Scientists have developed a new approach to describe the behaviours of microscopic marine larvae, which will improve future predictions of how they disperse and distribute.
A study by the University of Plymouth and the National Oceanography Centre, published in Proceedings of the National Academy of Sciences of the United States of America, abandons previously used methods to reveal new insights into larval behaviour in the ocean through reverse-engineering.
Computer simulations of the ocean are commonly used to predict how animals and plants move through water, an approach known as biophysical modelling.
The models combine in-depth knowledge of ocean currents with predictions of how larvae may behave and respond to environmental and biological cues such as light, gravity or pheromones.
These factors lead to changes in how they are distributed throughout the water column, and understanding this is especially important as many marine organisms are weak swimmers and rely on ocean currents - which reduce in speed and change direction with depth - to help them move.
Previously, researchers have described larval behaviour by scaling-up laboratory observations - for instance, programming simulated larvae to swim up and down in the water column in response to light cues - but since little is known about how effectively larvae respond to these cues in nature, it can result in the models failing to accurately predict dispersal.
The new research allows scientists to predict the direction and speed that larvae would have to swim for models to best match the patterns observed in nature, without knowledge of the mechanisms of their movement.
The study was led by PhD candidate Molly James and Associate Professor in Marine Ecology Dr Antony Knights, from the University of Plymouth's School of Biological and Marine Sciences, and they found the swimming behaviours of larvae necessary to replicate natural patterns were markedly different to those suggested by laboratory studies.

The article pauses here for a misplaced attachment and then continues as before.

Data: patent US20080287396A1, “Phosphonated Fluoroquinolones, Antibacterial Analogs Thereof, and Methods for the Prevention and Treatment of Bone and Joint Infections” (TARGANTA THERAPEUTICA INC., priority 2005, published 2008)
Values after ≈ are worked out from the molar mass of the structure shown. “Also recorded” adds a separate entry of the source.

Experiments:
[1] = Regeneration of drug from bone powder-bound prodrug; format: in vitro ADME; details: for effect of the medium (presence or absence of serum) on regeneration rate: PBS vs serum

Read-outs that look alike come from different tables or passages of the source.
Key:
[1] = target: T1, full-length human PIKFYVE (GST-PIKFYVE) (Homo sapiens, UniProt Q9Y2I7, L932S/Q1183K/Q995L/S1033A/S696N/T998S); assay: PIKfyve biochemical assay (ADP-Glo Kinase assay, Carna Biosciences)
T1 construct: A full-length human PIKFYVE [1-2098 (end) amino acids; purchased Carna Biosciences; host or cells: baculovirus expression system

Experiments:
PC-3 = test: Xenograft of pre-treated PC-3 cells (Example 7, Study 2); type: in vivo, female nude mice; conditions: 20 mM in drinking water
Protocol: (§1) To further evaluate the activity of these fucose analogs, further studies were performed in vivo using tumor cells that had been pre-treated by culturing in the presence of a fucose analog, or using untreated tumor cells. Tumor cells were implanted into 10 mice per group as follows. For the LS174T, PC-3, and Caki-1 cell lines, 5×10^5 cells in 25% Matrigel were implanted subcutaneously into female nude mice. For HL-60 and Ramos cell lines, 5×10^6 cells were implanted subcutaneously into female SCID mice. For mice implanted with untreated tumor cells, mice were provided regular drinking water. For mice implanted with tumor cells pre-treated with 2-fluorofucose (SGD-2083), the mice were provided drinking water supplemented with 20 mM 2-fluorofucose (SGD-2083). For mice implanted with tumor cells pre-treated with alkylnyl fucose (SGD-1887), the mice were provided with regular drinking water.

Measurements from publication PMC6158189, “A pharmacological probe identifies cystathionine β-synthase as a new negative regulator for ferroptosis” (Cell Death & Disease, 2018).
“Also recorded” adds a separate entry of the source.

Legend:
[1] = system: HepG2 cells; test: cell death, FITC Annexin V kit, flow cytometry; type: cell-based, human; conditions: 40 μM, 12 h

They believe this ground-breaking method for assessing larval behaviour - which can be applied to any species with a dispersive larval phase - will dramatically enhance our understanding of how the tiniest lifeforms disperse in marine, freshwater and even terrestrial environments.
Molly, a BSc (Hons) Marine Biology and Oceanography graduate, said: "The majority of marine species have a larval development stage, and these larvae are a key component of ocean food webs. Understanding the ecology of larvae is therefore critical, as it will enhance our wider knowledge of the marine environment. Our research does go against previous thinking, but we believe it provides a real step change in how scientists can predict the dispersal of marine species now and in the future."
Dr Knights, whose research involves using field-based experiments and theoretical models to assess how populations respond to anthropogenic and environmental pressures, added: "Species dispersal has been a key research focus for many years. Global climate change leads to shifts and expansion in the distribution of terrestrial and marine species altering the structure and functioning of ecosystems, therefore understanding dispersal is imperative to ecosystem management. Our study provides a toolbox for dispersal modellers, providing a realistic insight into behaviour that hasn't been available before."